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Pay-Per-Click Fraud by Publishers

Pay-Per-Click Fraud coming from advertisers and publishers. Google sues publisher for clicking on their own ads. In this April 17 article from the Washington Post. Author David A. Vise discusses the Google suit against Texas based Auctions Expert for allegedly clicking on it’s own Adsense ads to the tune of $50,000 of income.

Critics of Google claim this suit is a diversionary tactic to keep people from looking at the real problem of click fraud from the advertisers perspective. Many advertisers claim they are routinely paying for bogus clicks on their Adwords ads displayed across the Google network of small publishers sites. When a publisher displays Google Adwords Pay-Per-Click ads, they are called Adsense for publishers. Those same ads are called Adwords from the Advertisers perspective and those advertisers pay for each click on their ads.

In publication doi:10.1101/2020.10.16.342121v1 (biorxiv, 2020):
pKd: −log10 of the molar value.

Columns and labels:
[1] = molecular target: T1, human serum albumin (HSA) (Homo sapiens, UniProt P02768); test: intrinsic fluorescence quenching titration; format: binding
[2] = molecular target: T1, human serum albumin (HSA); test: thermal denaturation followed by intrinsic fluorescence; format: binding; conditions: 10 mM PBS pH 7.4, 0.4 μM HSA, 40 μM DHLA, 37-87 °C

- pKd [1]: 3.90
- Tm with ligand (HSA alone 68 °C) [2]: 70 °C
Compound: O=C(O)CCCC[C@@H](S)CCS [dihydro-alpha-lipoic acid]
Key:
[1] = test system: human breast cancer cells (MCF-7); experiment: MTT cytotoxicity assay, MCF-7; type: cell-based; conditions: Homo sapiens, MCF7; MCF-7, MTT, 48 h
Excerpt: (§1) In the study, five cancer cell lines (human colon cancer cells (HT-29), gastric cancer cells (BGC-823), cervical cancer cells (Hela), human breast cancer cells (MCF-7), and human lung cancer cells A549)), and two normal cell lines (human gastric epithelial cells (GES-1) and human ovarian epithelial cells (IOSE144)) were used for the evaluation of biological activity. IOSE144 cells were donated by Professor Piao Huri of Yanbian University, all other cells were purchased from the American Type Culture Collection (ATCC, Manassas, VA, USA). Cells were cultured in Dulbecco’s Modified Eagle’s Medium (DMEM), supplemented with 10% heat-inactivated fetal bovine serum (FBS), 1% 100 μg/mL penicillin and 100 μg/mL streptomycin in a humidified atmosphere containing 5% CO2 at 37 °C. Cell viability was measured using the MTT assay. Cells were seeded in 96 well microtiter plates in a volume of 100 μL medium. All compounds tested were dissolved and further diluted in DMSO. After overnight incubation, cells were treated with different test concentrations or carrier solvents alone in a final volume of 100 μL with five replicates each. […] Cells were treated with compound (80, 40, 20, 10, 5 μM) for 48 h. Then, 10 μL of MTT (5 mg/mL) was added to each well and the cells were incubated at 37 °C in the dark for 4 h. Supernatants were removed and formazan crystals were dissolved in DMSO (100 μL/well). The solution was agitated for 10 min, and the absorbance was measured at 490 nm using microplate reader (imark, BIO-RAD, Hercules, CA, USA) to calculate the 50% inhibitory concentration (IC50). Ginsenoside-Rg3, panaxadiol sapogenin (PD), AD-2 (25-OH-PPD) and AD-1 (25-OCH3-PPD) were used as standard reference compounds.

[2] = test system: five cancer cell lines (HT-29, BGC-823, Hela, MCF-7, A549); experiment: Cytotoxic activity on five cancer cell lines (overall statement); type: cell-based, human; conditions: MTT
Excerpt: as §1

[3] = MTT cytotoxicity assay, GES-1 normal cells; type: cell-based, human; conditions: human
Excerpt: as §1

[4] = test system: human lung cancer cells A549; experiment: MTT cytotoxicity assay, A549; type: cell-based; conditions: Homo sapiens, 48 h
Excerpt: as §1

Google offers the option of turning off Adwords ads that display on small publishers sites, know as “Content Sites” in the Adwords control center where advertisers set up their ads, deciding what keywords and phrases will trigger their own ads and how much they pay for each click. If those ads are turned off for “Content Sites” then they only display on Google’s own search engine results pages and a few very large distribution partners, like AOL web search.

Advertisers are claiming click fraud approaching as much as 50% of total ad spending in extreme cases. Click fraud has come to be known as “fraudulent clicks on Pay-Per-Click ads with no intention of buying anything from the advertiser”.